Call for Submissions
Archival and documentation studies, library and information science, ethnology, German studies, history, art history, cultural studies, media studies, museology, philosophy, political science, psychology sociology, and related subjects
Participation in the Dresden Summer School is open to young postgraduates (esp. PhD students, post-docs, young museum professionals) from the relevant disciplines.
Deep-seated insecurities characterise our society today. Our images of the world, our moral values and our traditional structures of knowledge have been shattered and the political euphoria of the years 1989–1990 has vanished. This applies in equal measure to the alleged triumph of democracy and to the self-perception of ‘the West’ as the driver of progress and development. Geopolitical conflicts have further reinforced this sense of uncontrollable change.
As collectors, custodians, and mediators of material and immaterial cultural assets, museums and libraries are institutions with great social relevance. Having emerged from a desire to make the world comprehensible, public museums and libraries evolved in the 19th century into places that educated the nation’s citizens, but also served to provide affirmation of the nation’s culture. Museums continue to stand for the formation and strengthening of value systems and cultural identities today. For a long time, the products of foreign cultures were interpreted solely from a one-sided perspective and subordinated within the accepted hierarchy of the West. Today, the established order has begun to unravel thanks to globalised processes of knowledge transfer and the free availability of information through digitisation. The opening up of such institutions to the cultures of the world can create new perspectives, while simultaneously raising questions on our traditional self-image.
This raises the question of how cultural institutions can respond to an environment that is full of ambiguities and changing at an ever-faster pace, both digitally and globally. How can they position themselves in the face of such diagnoses as ‘fleeting times’ or ‘liquid modernity’ (Zygmunt Bauman), in which the ‘flexible person’ (Richard Sennett) in a ‘provincialized Europe’ (Dipesh Chakrabarty) is exposed to such rapid ‘acceleration’ (Hartmut Rosa) that the prevailing sense of uncertainty and dissolution of boundaries create a ‘society of fear’ (Heinz Bude)?
The Henry Arnhold Dresden Summer School 2015 aims to discuss strategies and opportunities that can be undertaken by cultural institutions to meet the challenges arising from this uncertainty and to develop ways of dealing with it. Cultural institutions are rooted in history. By simultaneously engaging in contemporary discourse, they possess—in theory—great potential for the contemplation of solutions for coping with and minimising this uncertainty. The question is, however, how can they best exploit and realise this potential?
In a very general sense, uncertainties can also be understood as equivocalness, multiple perspectives, ambivalences, and ambiguities. Cultural institutions can highlight these uncertainties, but also have the job of devising strategies to overcome them. How, for example, can we foster a ‘tolerance for ambiguity’ (Thomas Bauer), in other words, an inner sense of sovereignty over ambiguity? How can cultural institutions successfully evolve into spaces for discourse on the unknown in which social problems can be discussed, and new directions developed and established?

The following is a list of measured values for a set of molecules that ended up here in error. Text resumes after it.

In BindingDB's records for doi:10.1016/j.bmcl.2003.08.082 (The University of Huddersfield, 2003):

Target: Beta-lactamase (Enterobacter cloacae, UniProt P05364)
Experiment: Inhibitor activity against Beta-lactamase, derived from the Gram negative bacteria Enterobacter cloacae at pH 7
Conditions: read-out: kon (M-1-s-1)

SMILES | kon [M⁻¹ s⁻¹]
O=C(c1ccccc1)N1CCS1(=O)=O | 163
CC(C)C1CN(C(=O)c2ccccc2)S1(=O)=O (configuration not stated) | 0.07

Within the framework of the Summer School, participants are encouraged to discuss and develop theoretical approaches and concrete project ideas with the help of incisive questions and concrete examples from Dresden’s art collections and exhibition venues. The Summer School offers a unique setting that facilitates an intensive and productive exchange with respected scholars and representatives from the museums and libraries.
The two-week programme encompasses lectures, workshops, panel discussions, and talks at the various institutions, their collections, exhibitions, and in their storerooms. A further feature of the course is the Dresden Summer School Lab, which is intended to provide a creative space for participants, where theoretical approaches and project ideas can be further developed. The results of the DSS Lab will be presented to the public at the end of the Summer School.
The fee for taking part in the Dresden Summer School is 250 EUR per person. Travel expenses will be covered and accommodation and catering provided.
In addition to the usual documents (cover letter, CV), applicants must provide a synopsis of a concept of their own, an idea for a project or a question that can be discussed at the Summer School. The idea or concept may be derived from the applicant’s own research, or from areas in which they are working, or comprise direct questions for the institutions involved. The synopsis should not exceed 8,000 characters (two pages).
The official language of the Summer School is German although some segments of the programme and individual discussions may be held in English. We expressly welcome applications from abroad though advise that candidates should be able to follow a lecture held in German.
Please send your application by email to email@example.com.
All applicants should receive confirmation by the end of June 2015.